Saturday, 21 April 2012

Secrets to the Structure of a Commercial Property Management Proposal



In commercial real estate agency, it is common to be preparing a property management proposal to submit to the property owner following a sale or a lease. This is the most opportune time to seek a new management appointment.

The structure of a commercial property management proposal will be designed for the property, the landlord, and the general precinct location. Importantly the proposal should tap into the strategies and ideas that help the property owner to achieve better property performance through sensible strategies of lease performance, income, and expenditure control.

Here are some key ideas to help structure your proposal for the management of the property. You can add your specific agency recommendations around the model.


    1. An executive summary should always be placed at the front of the document. This allows the client to quickly grasp of the main strategies and outcomes that you can see as part of the management strategy.





    1. Summarise the property physically together with locational elements that impact tenancy mix or occupancy. This provides clarity as to how you see the property and how it can be managed.





    1. The lease and tenant mix management processes should be detailed within a section of the proposal. Care must also be taken in reviewing the tenancy schedule first to ensure that the leases are totally understood and accurately reflected in your recommendations. You should also be looking for occupancy matters that need to be immediately addressed after management handover; such as rent reviews, options, lease expiries, make good processes, and arrears.





    1. The daily maintenance and function of the property will require a specific management processes. The tenants, customers, and landlord each have a different relationship to the performance of the property physically; they all have needs in the management of the property. It is wise to review the special maintenance demands of the property and to make specific recommendations regards maintenance controls, plant and machinery management, and risk management that applies to property function. As part of this it may be necessary to talk to the contractors that supply specialised maintenance services to the plant and equipment.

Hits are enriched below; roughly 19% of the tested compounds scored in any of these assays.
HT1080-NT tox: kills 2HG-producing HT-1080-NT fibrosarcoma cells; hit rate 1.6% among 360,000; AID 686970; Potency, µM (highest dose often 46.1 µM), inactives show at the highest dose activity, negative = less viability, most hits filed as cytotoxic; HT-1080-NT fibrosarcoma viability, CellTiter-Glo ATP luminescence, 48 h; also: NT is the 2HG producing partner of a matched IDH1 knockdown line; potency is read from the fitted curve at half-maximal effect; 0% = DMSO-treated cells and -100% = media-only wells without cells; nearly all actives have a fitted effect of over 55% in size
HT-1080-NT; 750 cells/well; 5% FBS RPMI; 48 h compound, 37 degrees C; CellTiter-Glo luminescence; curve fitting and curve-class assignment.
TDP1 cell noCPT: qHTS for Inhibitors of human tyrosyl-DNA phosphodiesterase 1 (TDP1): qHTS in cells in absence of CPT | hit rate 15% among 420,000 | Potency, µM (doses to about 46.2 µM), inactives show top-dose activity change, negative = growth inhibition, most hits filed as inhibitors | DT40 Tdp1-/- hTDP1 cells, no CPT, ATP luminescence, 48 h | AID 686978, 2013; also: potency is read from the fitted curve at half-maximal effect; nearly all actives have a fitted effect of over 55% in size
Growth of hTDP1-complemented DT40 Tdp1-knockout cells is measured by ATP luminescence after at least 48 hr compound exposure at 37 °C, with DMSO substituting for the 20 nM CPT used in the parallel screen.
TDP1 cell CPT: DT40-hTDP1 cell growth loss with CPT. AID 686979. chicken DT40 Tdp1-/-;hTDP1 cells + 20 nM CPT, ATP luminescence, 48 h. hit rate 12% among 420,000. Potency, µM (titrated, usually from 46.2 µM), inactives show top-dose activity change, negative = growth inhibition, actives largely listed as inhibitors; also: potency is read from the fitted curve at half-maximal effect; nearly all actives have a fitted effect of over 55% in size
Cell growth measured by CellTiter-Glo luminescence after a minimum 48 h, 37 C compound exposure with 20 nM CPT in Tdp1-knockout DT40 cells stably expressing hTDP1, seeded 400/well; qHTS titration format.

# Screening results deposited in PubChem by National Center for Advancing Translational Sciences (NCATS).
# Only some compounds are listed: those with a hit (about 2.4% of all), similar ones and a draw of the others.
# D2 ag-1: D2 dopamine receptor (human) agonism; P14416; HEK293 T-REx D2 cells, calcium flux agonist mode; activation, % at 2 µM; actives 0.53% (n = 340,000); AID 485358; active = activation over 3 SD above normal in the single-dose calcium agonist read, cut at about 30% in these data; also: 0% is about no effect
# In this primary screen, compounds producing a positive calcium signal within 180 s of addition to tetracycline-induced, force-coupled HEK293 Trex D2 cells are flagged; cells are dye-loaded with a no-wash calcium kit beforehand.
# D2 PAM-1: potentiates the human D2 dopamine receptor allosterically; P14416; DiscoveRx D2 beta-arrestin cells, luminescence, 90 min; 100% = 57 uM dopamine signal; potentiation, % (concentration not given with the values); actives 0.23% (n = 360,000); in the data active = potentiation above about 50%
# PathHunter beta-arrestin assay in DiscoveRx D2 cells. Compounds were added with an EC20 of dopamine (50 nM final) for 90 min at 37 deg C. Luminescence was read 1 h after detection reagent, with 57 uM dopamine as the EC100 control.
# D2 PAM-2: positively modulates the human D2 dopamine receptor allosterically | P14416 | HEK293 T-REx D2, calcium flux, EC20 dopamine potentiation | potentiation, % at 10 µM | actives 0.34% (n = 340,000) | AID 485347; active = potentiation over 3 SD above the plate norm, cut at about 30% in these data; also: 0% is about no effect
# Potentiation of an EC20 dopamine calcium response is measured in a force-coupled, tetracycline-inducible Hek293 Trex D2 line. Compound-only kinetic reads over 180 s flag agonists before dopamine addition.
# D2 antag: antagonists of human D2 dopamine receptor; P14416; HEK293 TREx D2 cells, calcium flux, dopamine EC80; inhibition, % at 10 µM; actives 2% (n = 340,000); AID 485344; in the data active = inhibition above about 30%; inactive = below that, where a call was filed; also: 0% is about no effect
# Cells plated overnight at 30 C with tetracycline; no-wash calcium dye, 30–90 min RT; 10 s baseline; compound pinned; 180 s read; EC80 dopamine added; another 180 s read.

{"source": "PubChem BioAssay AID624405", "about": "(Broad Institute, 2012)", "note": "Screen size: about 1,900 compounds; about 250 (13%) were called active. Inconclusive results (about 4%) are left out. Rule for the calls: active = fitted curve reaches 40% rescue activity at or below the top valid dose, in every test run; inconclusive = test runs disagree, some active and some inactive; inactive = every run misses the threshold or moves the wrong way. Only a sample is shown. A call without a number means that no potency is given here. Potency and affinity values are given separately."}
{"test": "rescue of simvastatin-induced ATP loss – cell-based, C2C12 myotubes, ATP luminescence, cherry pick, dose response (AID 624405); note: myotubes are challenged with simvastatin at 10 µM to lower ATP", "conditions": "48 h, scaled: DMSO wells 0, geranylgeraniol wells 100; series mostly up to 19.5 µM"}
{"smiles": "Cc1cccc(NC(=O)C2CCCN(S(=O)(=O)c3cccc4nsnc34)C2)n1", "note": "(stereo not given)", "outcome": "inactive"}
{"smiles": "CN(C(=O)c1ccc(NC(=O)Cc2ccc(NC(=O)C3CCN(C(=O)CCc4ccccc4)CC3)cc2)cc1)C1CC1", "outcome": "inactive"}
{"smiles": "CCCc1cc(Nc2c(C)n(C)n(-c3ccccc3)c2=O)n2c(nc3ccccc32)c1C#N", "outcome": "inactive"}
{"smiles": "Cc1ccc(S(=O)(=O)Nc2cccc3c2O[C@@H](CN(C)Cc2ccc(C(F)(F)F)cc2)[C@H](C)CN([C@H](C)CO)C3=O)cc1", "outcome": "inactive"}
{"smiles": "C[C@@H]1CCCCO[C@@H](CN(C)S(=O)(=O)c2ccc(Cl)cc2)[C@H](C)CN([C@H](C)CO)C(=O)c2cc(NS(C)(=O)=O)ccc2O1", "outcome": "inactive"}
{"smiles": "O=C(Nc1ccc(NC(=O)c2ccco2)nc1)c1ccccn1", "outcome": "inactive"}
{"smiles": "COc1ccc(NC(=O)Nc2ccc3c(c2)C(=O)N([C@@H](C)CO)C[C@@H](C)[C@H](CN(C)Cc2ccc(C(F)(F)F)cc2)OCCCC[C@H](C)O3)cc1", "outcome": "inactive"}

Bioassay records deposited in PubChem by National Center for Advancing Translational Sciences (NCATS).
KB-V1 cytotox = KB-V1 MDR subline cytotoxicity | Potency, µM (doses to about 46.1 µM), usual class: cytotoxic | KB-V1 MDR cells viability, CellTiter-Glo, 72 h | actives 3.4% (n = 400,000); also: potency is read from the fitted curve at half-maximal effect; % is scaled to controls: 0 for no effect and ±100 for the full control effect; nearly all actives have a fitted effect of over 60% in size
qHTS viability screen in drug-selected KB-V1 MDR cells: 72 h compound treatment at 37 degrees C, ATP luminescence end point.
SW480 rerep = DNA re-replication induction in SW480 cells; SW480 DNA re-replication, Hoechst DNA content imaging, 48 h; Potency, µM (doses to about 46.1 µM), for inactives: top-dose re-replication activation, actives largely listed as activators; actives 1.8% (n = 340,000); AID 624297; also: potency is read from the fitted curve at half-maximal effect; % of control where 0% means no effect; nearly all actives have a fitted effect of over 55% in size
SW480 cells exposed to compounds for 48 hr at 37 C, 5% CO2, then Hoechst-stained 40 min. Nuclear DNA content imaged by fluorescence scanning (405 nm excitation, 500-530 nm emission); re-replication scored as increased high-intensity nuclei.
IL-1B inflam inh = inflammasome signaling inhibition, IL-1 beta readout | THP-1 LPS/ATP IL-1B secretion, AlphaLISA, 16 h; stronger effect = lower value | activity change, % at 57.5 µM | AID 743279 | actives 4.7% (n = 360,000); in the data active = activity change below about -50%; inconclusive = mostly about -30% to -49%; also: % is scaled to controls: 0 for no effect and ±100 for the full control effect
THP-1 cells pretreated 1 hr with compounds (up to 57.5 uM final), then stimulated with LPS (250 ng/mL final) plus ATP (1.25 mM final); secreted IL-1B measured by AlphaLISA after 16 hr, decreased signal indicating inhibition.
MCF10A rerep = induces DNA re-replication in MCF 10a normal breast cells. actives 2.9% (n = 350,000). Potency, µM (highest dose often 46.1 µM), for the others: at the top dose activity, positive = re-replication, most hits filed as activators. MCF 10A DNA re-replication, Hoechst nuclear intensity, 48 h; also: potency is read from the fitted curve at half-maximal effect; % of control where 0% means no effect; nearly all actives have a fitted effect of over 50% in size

1. The property manager reporting processes to the landlord will be part of the property management service. Detail the relevant reporting systems that you can adopt and implement. The landlord may have other particular special reporting requirements to incorporate into the program.





    1. The financial reports to be provided to the landlord can be split into examples at the back of the document; this allows the landlord to see the comprehensive nature of your reports and controls. Normally the reports will include income analysis, expenditure analysis, budget status report, arrears report, tenancy mix strategy, tenancy schedule, and lease management report.





    1. The management of maintenance contractors associated with the essential services and major plant and equipment should be itemised. The major plant and equipment provides functionality to the property and tenant occupancy comfort. Any concerns that you may have here should be identified in the proposal.





    1. If the subject property is complex and contains a number of tenancies, it is likely that a business plan including a tenant mix strategy should be compiled. This helps the landlord to see just how you will implement controls across the tenant mix.





    1. Summarise the relevant personnel to be applied to the management of the property. In a large office or retail property the list is lengthy; it can include property manager, lease manager, engineer or maintenance manager, tenant services manager, and onsite management staff.




  1. The fees to be charged to manage the property should be itemised. In some cases they will be split into base management fee, on site management office costs, and the on-site management staff.


Within each of these main categories of your proposal, you will have recommendations and ideas regard particular things that should be immediately implemented in the property.

The property management proposal is prepared on the basis of relevance to the property and the needs of the landlord; not on the relevance of your agency to manage it (you will prove that anyway if your proposal is of high quality).

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